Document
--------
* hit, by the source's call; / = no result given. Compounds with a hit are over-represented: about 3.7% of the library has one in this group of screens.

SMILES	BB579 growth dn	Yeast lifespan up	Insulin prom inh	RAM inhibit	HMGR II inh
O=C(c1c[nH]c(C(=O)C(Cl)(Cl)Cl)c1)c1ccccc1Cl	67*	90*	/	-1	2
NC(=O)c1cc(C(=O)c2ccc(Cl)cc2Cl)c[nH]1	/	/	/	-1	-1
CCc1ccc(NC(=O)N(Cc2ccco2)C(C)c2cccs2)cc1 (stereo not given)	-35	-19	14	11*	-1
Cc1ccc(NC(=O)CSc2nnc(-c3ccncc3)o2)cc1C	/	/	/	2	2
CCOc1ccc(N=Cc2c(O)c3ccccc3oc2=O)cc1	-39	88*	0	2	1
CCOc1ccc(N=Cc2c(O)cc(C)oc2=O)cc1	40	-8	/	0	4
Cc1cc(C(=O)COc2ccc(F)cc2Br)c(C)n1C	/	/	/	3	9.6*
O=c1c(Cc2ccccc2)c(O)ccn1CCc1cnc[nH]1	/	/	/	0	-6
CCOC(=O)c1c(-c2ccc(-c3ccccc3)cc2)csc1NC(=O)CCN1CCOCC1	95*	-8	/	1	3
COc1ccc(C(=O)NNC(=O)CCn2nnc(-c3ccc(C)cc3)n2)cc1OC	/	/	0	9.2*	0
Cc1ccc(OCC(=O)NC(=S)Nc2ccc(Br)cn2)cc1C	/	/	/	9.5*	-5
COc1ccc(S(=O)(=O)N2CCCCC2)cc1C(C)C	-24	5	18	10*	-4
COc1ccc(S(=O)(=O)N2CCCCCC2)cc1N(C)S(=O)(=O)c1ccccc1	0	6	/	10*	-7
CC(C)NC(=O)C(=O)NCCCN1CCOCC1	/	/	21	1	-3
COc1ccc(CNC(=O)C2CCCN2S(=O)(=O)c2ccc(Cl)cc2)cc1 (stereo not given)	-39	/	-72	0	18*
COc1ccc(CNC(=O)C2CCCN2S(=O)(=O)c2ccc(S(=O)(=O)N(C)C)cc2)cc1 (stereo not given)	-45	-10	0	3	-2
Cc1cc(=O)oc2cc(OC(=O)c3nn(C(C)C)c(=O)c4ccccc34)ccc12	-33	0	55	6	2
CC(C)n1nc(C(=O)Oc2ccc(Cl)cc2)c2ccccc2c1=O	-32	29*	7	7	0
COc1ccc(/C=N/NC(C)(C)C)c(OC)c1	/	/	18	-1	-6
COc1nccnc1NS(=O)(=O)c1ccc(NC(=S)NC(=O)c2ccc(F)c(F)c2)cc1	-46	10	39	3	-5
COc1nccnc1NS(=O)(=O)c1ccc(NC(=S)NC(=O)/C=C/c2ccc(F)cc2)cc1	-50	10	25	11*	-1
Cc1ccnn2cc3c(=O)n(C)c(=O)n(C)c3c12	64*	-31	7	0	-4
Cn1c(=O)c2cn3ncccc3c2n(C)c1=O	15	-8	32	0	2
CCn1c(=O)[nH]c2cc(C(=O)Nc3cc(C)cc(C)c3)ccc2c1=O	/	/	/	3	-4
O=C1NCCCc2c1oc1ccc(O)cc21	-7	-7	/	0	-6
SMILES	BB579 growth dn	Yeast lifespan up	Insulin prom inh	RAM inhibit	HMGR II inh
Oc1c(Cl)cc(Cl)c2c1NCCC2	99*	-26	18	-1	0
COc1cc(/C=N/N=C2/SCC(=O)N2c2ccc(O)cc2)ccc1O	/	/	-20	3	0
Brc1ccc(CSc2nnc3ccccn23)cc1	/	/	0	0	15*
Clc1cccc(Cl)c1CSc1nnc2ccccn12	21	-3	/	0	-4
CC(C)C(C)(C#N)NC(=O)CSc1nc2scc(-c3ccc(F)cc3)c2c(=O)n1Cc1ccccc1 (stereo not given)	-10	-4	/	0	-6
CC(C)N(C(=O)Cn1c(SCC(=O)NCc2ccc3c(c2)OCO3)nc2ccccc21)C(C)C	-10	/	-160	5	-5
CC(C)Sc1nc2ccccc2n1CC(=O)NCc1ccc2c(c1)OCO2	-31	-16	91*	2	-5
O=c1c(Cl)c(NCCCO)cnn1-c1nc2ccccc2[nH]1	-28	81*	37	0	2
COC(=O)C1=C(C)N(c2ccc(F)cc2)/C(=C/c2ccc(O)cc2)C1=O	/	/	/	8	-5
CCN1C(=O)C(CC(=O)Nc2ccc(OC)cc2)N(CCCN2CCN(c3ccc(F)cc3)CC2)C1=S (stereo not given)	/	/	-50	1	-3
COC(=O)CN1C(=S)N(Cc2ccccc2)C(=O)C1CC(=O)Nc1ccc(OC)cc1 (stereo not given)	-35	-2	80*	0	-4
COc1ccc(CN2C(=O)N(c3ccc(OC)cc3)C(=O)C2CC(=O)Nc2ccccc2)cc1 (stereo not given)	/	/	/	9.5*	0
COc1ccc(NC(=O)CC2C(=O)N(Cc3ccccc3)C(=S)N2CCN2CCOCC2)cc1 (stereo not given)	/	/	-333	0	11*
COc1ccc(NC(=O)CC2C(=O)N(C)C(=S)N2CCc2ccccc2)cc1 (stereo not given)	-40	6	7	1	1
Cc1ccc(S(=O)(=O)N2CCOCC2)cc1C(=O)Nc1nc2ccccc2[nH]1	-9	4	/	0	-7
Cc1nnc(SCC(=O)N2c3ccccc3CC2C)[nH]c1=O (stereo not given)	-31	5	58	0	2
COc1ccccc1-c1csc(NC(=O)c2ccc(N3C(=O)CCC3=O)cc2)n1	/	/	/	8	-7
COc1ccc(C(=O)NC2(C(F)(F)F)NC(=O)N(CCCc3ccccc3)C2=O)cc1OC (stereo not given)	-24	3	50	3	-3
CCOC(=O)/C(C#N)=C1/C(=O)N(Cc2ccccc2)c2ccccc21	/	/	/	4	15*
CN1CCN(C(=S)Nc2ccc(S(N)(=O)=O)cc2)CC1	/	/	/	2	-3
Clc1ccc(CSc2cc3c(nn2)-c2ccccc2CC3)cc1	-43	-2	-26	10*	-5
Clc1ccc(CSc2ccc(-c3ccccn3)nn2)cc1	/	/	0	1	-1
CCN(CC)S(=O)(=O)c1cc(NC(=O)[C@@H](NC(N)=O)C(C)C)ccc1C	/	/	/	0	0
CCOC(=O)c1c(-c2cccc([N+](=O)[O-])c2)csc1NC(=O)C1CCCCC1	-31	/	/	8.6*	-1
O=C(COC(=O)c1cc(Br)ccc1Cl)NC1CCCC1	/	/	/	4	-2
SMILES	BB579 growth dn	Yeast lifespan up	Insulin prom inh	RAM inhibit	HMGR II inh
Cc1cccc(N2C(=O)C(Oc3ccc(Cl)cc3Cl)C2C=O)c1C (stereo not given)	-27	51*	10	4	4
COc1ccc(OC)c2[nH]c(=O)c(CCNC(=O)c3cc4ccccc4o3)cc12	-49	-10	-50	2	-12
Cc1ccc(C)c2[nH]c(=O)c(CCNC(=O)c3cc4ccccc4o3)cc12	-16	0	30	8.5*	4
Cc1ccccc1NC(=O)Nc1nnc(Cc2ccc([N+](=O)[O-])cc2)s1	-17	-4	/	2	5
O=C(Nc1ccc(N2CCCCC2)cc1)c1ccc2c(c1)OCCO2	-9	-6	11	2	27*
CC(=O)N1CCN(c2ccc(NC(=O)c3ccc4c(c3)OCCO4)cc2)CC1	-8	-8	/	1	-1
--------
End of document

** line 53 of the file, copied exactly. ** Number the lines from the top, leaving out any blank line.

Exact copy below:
O=C(COC(=O)c1cc(Br)ccc1Cl)NC1CCCC1	/	/	/	4	-2